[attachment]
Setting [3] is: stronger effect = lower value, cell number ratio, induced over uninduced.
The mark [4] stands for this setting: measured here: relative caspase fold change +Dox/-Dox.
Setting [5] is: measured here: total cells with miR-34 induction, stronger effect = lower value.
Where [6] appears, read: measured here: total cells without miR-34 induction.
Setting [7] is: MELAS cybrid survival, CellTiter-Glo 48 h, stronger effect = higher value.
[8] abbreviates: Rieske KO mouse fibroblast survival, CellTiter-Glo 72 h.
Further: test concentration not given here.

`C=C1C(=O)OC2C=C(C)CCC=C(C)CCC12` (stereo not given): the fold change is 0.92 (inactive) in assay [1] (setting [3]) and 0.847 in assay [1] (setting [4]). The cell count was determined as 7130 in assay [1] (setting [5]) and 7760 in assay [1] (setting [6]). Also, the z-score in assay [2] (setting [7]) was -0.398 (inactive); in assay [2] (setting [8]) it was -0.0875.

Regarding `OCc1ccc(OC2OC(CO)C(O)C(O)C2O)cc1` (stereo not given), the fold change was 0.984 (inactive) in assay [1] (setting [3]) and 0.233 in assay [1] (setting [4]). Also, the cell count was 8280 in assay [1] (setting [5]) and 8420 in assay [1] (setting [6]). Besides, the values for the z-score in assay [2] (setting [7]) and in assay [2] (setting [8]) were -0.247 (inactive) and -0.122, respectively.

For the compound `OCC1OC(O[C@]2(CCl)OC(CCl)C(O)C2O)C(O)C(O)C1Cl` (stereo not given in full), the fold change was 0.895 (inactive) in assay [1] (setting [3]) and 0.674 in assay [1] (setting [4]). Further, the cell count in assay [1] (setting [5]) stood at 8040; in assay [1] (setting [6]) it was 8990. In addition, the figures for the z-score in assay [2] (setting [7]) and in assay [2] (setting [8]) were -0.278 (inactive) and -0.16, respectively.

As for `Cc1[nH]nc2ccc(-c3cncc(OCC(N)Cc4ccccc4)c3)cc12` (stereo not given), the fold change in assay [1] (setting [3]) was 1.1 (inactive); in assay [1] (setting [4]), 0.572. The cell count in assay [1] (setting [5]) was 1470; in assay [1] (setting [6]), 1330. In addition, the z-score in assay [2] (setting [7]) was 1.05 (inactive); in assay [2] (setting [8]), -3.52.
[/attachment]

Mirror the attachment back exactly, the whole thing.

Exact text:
Setting [3] is: stronger effect = lower value, cell number ratio, induced over uninduced.
The mark [4] stands for this setting: measured here: relative caspase fold change +Dox/-Dox.
Setting [5] is: measured here: total cells with miR-34 induction, stronger effect = lower value.
Where [6] appears, read: measured here: total cells without miR-34 induction.
Setting [7] is: MELAS cybrid survival, CellTiter-Glo 48 h, stronger effect = higher value.
[8] abbreviates: Rieske KO mouse fibroblast survival, CellTiter-Glo 72 h.
Further: test concentration not given here.

`C=C1C(=O)OC2C=C(C)CCC=C(C)CCC12` (stereo not given): the fold change is 0.92 (inactive) in assay [1] (setting [3]) and 0.847 in assay [1] (setting [4]). The cell count was determined as 7130 in assay [1] (setting [5]) and 7760 in assay [1] (setting [6]). Also, the z-score in assay [2] (setting [7]) was -0.398 (inactive); in assay [2] (setting [8]) it was -0.0875.

Regarding `OCc1ccc(OC2OC(CO)C(O)C(O)C2O)cc1` (stereo not given), the fold change was 0.984 (inactive) in assay [1] (setting [3]) and 0.233 in assay [1] (setting [4]). Also, the cell count was 8280 in assay [1] (setting [5]) and 8420 in assay [1] (setting [6]). Besides, the values for the z-score in assay [2] (setting [7]) and in assay [2] (setting [8]) were -0.247 (inactive) and -0.122, respectively.

For the compound `OCC1OC(O[C@]2(CCl)OC(CCl)C(O)C2O)C(O)C(O)C1Cl` (stereo not given in full), the fold change was 0.895 (inactive) in assay [1] (setting [3]) and 0.674 in assay [1] (setting [4]). Further, the cell count in assay [1] (setting [5]) stood at 8040; in assay [1] (setting [6]) it was 8990. In addition, the figures for the z-score in assay [2] (setting [7]) and in assay [2] (setting [8]) were -0.278 (inactive) and -0.16, respectively.

As for `Cc1[nH]nc2ccc(-c3cncc(OCC(N)Cc4ccccc4)c3)cc12` (stereo not given), the fold change in assay [1] (setting [3]) was 1.1 (inactive); in assay [1] (setting [4]), 0.572. The cell count in assay [1] (setting [5]) was 1470; in assay [1] (setting [6]), 1330. In addition, the z-score in assay [2] (setting [7]) was 1.05 (inactive); in assay [2] (setting [8]), -3.52.